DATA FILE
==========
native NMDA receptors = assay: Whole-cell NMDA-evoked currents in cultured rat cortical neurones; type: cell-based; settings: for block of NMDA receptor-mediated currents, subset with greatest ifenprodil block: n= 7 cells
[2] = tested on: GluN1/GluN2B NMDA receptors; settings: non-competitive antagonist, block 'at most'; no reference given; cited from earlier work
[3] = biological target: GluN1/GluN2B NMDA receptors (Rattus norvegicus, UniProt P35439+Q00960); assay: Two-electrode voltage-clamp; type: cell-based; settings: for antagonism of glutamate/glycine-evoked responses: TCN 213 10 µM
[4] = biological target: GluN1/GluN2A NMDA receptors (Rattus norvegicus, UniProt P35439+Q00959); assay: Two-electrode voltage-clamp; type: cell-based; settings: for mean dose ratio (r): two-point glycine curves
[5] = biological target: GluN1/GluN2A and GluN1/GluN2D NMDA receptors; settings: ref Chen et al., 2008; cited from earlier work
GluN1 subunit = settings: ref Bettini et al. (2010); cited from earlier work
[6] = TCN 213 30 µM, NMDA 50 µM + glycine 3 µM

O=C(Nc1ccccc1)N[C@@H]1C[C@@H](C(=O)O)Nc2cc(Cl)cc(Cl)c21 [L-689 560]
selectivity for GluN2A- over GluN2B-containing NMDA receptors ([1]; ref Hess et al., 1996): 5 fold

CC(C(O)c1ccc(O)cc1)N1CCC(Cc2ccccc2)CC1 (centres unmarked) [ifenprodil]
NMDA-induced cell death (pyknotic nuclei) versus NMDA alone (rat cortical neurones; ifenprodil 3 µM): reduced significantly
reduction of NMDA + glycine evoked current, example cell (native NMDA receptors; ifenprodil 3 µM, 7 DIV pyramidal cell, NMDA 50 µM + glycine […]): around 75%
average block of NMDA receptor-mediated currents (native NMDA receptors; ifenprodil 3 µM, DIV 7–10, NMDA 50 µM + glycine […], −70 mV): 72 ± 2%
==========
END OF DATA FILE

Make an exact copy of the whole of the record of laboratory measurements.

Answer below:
native NMDA receptors = assay: Whole-cell NMDA-evoked currents in cultured rat cortical neurones; type: cell-based; settings: for block of NMDA receptor-mediated currents, subset with greatest ifenprodil block: n= 7 cells
[2] = tested on: GluN1/GluN2B NMDA receptors; settings: non-competitive antagonist, block 'at most'; no reference given; cited from earlier work
[3] = biological target: GluN1/GluN2B NMDA receptors (Rattus norvegicus, UniProt P35439+Q00960); assay: Two-electrode voltage-clamp; type: cell-based; settings: for antagonism of glutamate/glycine-evoked responses: TCN 213 10 µM
[4] = biological target: GluN1/GluN2A NMDA receptors (Rattus norvegicus, UniProt P35439+Q00959); assay: Two-electrode voltage-clamp; type: cell-based; settings: for mean dose ratio (r): two-point glycine curves
[5] = biological target: GluN1/GluN2A and GluN1/GluN2D NMDA receptors; settings: ref Chen et al., 2008; cited from earlier work
GluN1 subunit = settings: ref Bettini et al. (2010); cited from earlier work
[6] = TCN 213 30 µM, NMDA 50 µM + glycine 3 µM

O=C(Nc1ccccc1)N[C@@H]1C[C@@H](C(=O)O)Nc2cc(Cl)cc(Cl)c21 [L-689 560]
selectivity for GluN2A- over GluN2B-containing NMDA receptors ([1]; ref Hess et al., 1996): 5 fold

CC(C(O)c1ccc(O)cc1)N1CCC(Cc2ccccc2)CC1 (centres unmarked) [ifenprodil]
NMDA-induced cell death (pyknotic nuclei) versus NMDA alone (rat cortical neurones; ifenprodil 3 µM): reduced significantly
reduction of NMDA + glycine evoked current, example cell (native NMDA receptors; ifenprodil 3 µM, 7 DIV pyramidal cell, NMDA 50 µM + glycine […]): around 75%
average block of NMDA receptor-mediated currents (native NMDA receptors; ifenprodil 3 µM, DIV 7–10, NMDA 50 µM + glycine […], −70 mV): 72 ± 2%